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Stephen Samuel for Kotest

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Kotest Release 4.3

The Kotest team is pleased to announce the release of Kotest 4.3.0.

This blog covers some of the new features added in this release.
For the full list, see the changelog.

New and improved data driven testing

Kotest has improved its data driven testing support, directly integrating into the framework. This means it will now automatically generate individual test case entries.

As an example, lets test a function that returns true if the input values are valid pythagorean triples.

fun isPythagTriple(a: Int, b: Int, c: Int): Boolean = a * a + b * b == c * c

We start by writing a data class that will hold each row - a set of inputs.

data class PythagTriple(val a: Int, val b: Int, val c: Int)

Next we invoke the function forAll inside a test case, passing in one or more of these data classes, and a
lambda that performs some test logic for a given row.

context("Pythag triples tests") {
       PythagTriple(3, 4, 5),
       PythagTriple(6, 8, 10),
       PythagTriple(8, 15, 17),
       PythagTriple(7, 24, 25)
    ) { (a, b, c) ->
        isPythagTriple(a, b, c) shouldBe true

Kotest will automatically generate a test case for each input row, as if you had manually written a seperate test case for each.

data test example output

For full documentation click here.

EnabledIf annotation on specs

It can be useful to avoid instantiating a spec entirely, and often we can do that via test tags. But if you want to do this with some bespoke code, then the annotation EnabledIf has been added.

Annotate a spec with EnabledIf, passing in a class that extends from EnabledCondition and that condition will be invoked at runtime to determine if the spec should be instantiated. The EnabledCondition implementation must have a zero arg constructor.

For example, lets make a condition that only executes a test if it is midnight.

class EnabledIfMidnight : EnabledCondition {
   override fun enabled(specKlass: KClass<out Spec>): Boolean = == 0

And then attach that to a spec:

class EnabledIfTest : FunSpec() {
   init {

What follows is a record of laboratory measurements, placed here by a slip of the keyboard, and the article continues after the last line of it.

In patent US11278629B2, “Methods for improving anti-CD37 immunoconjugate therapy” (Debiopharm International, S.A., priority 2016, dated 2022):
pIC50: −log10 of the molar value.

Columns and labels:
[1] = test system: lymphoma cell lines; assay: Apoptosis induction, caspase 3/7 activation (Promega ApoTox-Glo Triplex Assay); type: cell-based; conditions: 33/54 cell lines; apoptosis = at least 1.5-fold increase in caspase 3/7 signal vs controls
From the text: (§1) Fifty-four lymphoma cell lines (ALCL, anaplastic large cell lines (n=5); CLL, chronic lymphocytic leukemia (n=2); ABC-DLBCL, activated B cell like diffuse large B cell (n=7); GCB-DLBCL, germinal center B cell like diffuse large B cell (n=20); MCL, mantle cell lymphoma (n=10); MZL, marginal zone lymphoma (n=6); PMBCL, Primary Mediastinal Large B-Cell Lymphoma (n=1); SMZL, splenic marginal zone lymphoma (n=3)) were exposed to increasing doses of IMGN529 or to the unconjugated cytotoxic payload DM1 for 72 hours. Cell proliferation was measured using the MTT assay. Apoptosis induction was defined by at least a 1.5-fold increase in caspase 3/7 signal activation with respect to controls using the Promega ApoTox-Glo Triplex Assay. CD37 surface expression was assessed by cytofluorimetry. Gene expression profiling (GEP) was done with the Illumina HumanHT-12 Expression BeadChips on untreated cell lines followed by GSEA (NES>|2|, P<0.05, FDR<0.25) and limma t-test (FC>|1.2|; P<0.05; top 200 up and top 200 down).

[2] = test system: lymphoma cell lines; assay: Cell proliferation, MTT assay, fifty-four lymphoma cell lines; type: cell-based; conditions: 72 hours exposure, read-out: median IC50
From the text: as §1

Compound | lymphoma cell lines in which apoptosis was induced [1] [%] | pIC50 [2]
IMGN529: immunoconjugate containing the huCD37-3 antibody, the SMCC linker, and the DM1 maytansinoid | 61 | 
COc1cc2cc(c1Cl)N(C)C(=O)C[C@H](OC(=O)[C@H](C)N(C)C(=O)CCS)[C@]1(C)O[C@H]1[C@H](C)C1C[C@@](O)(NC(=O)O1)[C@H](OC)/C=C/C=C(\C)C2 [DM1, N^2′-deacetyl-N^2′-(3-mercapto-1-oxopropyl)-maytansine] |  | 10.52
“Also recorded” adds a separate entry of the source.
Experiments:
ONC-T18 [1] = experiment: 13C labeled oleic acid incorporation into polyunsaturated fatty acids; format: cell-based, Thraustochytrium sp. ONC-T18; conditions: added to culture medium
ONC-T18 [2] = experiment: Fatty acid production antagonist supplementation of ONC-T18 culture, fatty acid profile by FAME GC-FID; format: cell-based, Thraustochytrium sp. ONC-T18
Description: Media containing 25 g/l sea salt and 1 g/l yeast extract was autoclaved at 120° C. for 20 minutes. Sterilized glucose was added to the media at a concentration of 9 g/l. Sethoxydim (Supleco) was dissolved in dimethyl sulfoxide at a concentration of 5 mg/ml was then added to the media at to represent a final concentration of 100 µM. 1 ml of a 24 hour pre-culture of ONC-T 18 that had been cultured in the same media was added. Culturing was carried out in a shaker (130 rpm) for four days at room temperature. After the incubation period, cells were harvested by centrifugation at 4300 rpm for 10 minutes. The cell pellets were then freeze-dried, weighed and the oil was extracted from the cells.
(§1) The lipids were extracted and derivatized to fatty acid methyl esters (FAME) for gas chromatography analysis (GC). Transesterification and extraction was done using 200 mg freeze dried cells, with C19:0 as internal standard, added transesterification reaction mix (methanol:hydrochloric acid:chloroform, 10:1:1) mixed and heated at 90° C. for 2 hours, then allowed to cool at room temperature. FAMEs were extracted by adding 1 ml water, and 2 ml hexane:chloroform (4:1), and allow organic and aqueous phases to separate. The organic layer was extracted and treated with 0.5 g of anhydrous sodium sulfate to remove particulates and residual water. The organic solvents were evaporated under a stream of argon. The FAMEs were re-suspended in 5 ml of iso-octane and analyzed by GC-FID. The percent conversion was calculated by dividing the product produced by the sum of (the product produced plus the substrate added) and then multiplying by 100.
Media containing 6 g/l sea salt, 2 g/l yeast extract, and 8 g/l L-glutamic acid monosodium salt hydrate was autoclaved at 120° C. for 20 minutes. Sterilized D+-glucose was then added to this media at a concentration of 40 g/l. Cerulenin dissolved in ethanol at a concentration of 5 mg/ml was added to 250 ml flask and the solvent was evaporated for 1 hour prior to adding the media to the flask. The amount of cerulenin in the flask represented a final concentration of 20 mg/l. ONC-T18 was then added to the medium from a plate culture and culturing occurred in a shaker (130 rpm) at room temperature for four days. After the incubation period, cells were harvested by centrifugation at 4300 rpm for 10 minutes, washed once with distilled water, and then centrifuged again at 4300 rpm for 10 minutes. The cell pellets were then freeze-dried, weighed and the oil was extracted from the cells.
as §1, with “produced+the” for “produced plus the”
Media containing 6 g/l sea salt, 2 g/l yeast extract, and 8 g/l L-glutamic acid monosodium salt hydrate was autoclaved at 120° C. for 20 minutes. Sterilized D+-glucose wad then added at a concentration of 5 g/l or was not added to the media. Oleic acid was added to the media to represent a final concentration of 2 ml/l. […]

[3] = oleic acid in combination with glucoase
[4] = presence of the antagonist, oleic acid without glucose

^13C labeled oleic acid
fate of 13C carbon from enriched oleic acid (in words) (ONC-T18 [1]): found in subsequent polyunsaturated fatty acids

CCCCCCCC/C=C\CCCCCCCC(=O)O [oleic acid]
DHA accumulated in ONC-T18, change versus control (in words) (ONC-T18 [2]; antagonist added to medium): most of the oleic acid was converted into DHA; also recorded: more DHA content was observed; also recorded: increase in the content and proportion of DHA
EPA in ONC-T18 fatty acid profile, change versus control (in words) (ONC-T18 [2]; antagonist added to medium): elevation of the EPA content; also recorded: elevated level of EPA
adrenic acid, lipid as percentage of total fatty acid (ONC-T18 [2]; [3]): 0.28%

test("tis midnight when the witches roam free") {
        // test here

TestCase severity

Test case can be conditionally executed via test tags, and now also by severity levels. The levels are BLOCKER, CRITICAL, NORMAL, MINOR, and TRIVIAL.

We can mark each test case with a severity level:

class MyTest : FunSpec() {
   init {
      test("very very important").config(severity = TestCaseSeverityLevel.CRITICAL) {
        // test here

Say we only want to execute tests that are CRITICAL or higher, we can execute with the system property kotest.framework.test.severity=CRITICAL

This can be useful if we have a huge test suite and want to run some tests first in a seperate test run.

By default, all tests are executed.

Disabling source references

Whenever a test case is created, Kotest creates a stack trace so that it can link back to the test case. The stack trace contains the filename and line number which the Intellij Plugin uses to create links in the test window. It calls these the sourceref.

If you have 1000s of tests and are encountering some slowdown when executing the full suite via gradle, you can now disable
the generation of these sourcerefs by setting the system property kotest.framework.sourceref.disable=true

Generally speaking, this is only of use if you have a huge test suite and mostly aimed at CI builds.

Make engine dependency free

A test framework is one of the lowest levels of dependences in an ecosystem. As Kotest is used by many Kotlin libraries, a clash can occur if Kotest and your project are using the same dependencies but with different versions.

It is beneficial then if Kotest has as few dependencies as possible. To this aim, 4.3.0 has seen the dependencies for the Kotest framework reduced to just Classgraph (to scan for specs), Mordant (for console output), and opentest4j.

Matchers return 'this' for easy chaining

In the opinion of this author, Kotest has the most comprehensive assertion support for Kotlin. Now they just became more convienient, by allowing you to chain assertions together if you wish.

So, instead of

val employees: List<Employee> = ...
employees.shouldContain(Employee("Sam", "Chicago"))

You can now do

val employees: List<Employee> = ...
         .shouldContain(Employee("Sam", "Chicago"))

Of course, this is entirely optional.

Property test module for kotlinx datetime

Kotest's expansive property test library now includes generators for the incubating kotlinx datetime library.

Add the module kotest-property-datetime to your build. These generators are available for JVM and JS.

For example:

forAll(Arb.datetime(1987..1994)) { date ->
   isValidStarTrekTngSeason(date) shouldBe true

Option to strip whitespace from test names

If you like to define test names over multiple lines, Kotest will now strip out leading, trailing and repeated whitespace from test names.

For example, the following spec:

class MySpec : StringSpec() {
  init {
   """this is a
      test spanning multiple lines""" { }

Would normally be output as

this is a      test spanning multiple lines

By setting the configuration object removeTestNameWhitespace to true, this would instead by output as

this is a test spanning multiple lines


Huge thanks to all who contributed to this release:

AJ Alt, Alex Facciorusso, Ashish Kumar Joy, J Phani Mahesh, Jasper de Vries, Javier Segovia Córdoba,
Josh Graham, KeremAslan, Leonardo Colman, Michał Sikora, Mitchell Yuwono, Neenad Ingole, Rick Busarow,
SergKhram, Sergei Khramkov, crazyk2, sksamuel

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